President Barack Obama is relaunching his sophisticated campaign machine as a tax-exempt political advocacy group, with his 2012 campaign manager as the director.
The announcement will be made Sunday, the day of his second inauguration, according to a report leaked to Politico by “a senior Democrat familiar with the plans.”
“The new organization will be separate from the Democratic National Committee [and] Obama’s 2012 campaign manager Jim Messina will be the national chair of the group,” according to Politico.
The machine’s relaunch is more evidence that Obama will be spending much time over the next two years trying to reverse his greatest defeat: the GOP’s takeover of the House in 2010.
His 2012 election machine harnessed many voter databases, myriad detailed polls, psychological studies and marketing analyses to pitch carefully tailored messages to spur support and turnout by niche groups.
For example, numerous slices of the female vote were wooed with derisive comments about Gov. Mitt Romney’s record, suggestions of lifetime economic security for single women and free health care, plus free contraceptives.
The machine succeeded in raising turnout among critical groups — enough to offset Romney’s success with swing voters and married women.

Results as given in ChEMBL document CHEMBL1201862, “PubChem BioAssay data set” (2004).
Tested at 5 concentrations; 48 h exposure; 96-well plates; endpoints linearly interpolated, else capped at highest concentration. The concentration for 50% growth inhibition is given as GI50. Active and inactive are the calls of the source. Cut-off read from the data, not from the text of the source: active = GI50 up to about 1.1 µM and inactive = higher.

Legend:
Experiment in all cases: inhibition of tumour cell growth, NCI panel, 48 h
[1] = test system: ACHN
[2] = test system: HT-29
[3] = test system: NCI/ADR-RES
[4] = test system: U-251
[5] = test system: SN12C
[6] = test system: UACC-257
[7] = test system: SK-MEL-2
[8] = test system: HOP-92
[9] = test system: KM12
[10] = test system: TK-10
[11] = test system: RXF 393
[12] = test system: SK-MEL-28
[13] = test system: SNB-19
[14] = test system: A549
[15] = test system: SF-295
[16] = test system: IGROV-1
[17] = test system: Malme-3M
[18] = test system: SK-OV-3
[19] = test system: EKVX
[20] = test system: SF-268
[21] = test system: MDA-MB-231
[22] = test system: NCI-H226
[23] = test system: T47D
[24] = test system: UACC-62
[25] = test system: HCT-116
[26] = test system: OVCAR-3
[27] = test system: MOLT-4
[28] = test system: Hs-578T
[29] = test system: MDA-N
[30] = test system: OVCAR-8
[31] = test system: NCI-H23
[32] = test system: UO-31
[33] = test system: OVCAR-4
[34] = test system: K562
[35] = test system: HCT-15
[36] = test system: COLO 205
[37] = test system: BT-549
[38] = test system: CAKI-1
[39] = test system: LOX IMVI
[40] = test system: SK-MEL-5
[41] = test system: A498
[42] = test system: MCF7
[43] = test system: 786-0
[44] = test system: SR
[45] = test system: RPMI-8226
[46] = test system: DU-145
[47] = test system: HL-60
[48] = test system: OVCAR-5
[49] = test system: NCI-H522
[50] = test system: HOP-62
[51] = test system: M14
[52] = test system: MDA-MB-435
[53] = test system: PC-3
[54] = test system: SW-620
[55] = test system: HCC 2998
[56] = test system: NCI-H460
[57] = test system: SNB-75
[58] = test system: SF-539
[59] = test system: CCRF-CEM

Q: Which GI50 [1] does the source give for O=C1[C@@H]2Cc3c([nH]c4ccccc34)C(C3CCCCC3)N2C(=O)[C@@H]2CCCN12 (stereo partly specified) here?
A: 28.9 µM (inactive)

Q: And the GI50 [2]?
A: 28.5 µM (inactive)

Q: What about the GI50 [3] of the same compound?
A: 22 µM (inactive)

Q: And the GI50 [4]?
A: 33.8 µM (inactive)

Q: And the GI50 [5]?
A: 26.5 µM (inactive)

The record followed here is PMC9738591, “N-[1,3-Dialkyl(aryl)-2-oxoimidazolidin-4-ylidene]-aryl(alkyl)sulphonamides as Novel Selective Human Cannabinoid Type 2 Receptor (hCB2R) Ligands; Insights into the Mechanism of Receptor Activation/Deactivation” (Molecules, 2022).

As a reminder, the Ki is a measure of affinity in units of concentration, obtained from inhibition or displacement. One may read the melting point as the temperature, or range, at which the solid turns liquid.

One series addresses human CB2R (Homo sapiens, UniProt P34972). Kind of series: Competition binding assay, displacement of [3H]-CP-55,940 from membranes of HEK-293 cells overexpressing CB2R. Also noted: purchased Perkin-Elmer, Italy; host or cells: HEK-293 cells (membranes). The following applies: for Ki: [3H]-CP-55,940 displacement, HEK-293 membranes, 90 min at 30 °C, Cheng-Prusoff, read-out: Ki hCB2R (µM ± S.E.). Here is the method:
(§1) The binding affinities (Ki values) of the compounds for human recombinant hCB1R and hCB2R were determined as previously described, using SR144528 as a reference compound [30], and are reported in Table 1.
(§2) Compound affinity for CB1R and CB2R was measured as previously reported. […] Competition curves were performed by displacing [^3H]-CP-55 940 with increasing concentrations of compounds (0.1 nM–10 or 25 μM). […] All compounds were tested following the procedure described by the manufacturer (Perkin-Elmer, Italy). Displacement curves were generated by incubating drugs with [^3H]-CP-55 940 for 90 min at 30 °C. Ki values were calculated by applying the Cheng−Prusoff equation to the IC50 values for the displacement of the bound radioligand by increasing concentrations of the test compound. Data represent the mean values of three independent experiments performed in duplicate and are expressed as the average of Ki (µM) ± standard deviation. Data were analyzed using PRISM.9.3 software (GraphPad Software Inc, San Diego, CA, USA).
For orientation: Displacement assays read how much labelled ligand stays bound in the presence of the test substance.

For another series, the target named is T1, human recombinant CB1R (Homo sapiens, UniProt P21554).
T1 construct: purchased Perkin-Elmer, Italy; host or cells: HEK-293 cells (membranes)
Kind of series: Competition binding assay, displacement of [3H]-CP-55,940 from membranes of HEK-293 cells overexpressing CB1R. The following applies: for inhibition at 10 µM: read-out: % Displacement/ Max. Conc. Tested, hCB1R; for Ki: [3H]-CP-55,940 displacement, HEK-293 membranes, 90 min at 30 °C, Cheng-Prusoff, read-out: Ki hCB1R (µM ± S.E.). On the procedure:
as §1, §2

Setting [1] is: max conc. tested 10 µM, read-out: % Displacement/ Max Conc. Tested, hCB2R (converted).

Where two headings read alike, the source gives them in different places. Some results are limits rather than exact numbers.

That’s the machinery he needs in 2014 to raise the turnout of Democratic voters in the midterm election. In most midterm elections, the GOPs mid-income supporters turn out at higher rates than the low-income side of the Democratic coalition.
At the White House, the evidence suggests that the 2014 campaign is already underway.
Obama is staging high-profile budget battles that help him portray the GOP as angry enemies of popular entitlement, student-loan and medical programs.
He’s using the Newtown school massacre to launch an anti-violence campaign that portrays himself as the champion of swing-voting suburban moms vulnerable to fears about their children’s safety. In that campaign, the National Rifle Association is being framed as the wild-eyed champions of “assault weapons.”
Yet to be launched are campaigns to spur turnout by environmental voters, African-Americans and gays.